A welcome note from our Academic Editor, Professor Ann Heilmann, Cardiff University:
Hello. I’m Ann Heilmann, I’m Professor of English Literature in the School of English, Communication and Philosophy at Cardiff University and I’m the advisor and Academic Editor of Routledge Historical Resources: History of Feminism — a resource that combines primary and secondary materials from the periods of the late 18th century to the early 20th century.
With the centenary of the introduction of women’s suffrage in the UK in 2018, it is important to consider the complex and multi-faceted historical development of feminism, and the very considerable social transformations that feminist campaigns achieved over the two and a half centuries preceding our own time. And feminism of course cuts across and intersects with many other cultural, social and political categories and movements, such as, for instance, class and the labour movement; race, empire and anti-imperialism; sexuality and the rise of sexology.
When we think of historical feminism, it is often the suffragettes that come to mind. We remember them for their daring and imaginative acts of militancy, for example the famous Trojan Horse incident in which suffragettes smuggled themselves into the Houses of Parliament in a furniture van. We will also be mindful of their sacrifices — Emily Wilding Davison’s death under the King’s horse at the Derby in 1913. And we will think of the forcible feeding they were subjected to in prison.
Feminism as an intellectual and political movement of course started much earlier than the suffragettes of the early 20th century. The non-militant suffrage movement had been in existence since the 1860s, and the first demands for women’s political emancipation were made a century earlier. The emergence of the first organized women’s movement in the UK in the 1850s was itself predicated on earlier individual and collective campaigns by women – and by men – for political representation and for equality under the law. And political feminism was born in the age of Revolution, inspiring Mary Wollstonecraft’s Vindication of the Rights of Woman in 1792. The 18th century was a period in which a woman’s right to education came to be conceptualized by prominent women intellectuals like the Bluestockings.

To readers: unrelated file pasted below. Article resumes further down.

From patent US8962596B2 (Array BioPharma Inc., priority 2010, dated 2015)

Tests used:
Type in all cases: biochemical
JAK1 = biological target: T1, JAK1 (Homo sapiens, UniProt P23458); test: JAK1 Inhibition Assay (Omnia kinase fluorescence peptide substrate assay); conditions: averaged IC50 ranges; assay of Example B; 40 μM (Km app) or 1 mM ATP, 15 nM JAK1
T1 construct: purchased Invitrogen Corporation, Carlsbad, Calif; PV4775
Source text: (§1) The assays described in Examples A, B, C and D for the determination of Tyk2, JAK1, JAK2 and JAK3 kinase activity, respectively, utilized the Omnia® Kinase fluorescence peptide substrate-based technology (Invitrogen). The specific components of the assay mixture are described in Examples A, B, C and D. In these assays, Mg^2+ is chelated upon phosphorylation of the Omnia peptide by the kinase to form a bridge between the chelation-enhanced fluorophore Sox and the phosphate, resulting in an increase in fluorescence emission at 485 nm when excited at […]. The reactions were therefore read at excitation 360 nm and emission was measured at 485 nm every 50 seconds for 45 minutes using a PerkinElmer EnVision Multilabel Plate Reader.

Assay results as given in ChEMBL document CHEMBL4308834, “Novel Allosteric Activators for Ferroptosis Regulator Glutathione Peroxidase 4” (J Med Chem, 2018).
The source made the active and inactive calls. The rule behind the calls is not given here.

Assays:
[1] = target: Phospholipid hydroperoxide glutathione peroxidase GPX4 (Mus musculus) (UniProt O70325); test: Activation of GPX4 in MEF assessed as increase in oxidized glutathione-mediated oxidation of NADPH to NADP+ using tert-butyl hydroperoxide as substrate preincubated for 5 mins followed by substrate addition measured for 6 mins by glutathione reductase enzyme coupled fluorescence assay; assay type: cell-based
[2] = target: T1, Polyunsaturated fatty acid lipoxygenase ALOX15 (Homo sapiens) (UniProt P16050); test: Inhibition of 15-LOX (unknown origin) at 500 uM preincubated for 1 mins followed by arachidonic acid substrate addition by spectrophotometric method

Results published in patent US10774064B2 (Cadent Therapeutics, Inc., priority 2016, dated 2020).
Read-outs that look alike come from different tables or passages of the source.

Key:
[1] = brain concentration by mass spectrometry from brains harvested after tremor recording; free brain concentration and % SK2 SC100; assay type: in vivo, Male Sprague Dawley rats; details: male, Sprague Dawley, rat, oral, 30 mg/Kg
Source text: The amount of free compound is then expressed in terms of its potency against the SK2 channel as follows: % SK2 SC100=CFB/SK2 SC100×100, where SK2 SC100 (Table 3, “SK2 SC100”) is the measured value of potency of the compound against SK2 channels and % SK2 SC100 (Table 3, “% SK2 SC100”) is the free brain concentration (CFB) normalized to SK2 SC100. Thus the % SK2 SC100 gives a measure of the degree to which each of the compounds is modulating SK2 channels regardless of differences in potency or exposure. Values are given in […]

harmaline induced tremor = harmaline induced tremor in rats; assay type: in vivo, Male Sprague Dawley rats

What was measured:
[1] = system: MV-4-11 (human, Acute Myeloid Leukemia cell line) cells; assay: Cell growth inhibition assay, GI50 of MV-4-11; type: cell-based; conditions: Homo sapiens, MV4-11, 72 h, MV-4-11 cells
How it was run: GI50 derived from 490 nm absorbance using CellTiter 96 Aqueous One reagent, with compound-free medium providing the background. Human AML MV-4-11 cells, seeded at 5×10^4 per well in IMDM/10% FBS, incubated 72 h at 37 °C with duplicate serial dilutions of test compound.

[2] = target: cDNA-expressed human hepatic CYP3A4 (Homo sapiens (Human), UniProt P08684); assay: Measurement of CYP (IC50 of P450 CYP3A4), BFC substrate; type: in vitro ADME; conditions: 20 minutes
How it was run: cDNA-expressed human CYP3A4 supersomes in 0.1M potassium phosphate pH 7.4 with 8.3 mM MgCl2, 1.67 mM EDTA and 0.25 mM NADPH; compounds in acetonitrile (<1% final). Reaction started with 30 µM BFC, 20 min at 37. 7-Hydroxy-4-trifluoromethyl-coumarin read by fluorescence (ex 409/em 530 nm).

In the 18th century, and thus the period the resource starts with, women were governed by the law of coverture. Once married, women had no legal existence; they were subsumed into their husband’s existence. By the second decade of the 20th century, the time period the resource stops, women had gained substantial rights, such as equal custody rights. Married women from 1880 onward were in exclusive possession of their property and earnings, which before had automatically passed on to their husbands. Single women were entitled to vote in local elections from 1868 and in parliamentary elections from 1918 — and all women from 1928. Women had achieved access to university education and had started entering professional careers. In the Victorian period, women began to dominate literary production: sensation fiction and the New Woman novel were largely feminized. In the late 19th century, legislation like the Contagious Diseases Acts, that equated working-class women with prostitutes and carriers of syphilis and had been introduced to protect middle and upper-class men, were abolished. After the turn of the century, working-class women’s interests were at least nominally represented by trade unions which had initially seen women as competition for men. In the First World War, women took the place of men in almost all industries. In the course of over half a century of reforms, marriage and divorce law had become more attuned to the rights of women. But while a series of acts in the 1920s established women as equal under the law, many issues were left unaddressed by this legislation: equal pay, for example, or rape in marriage — relevant legislation here was delayed by another half-century or more.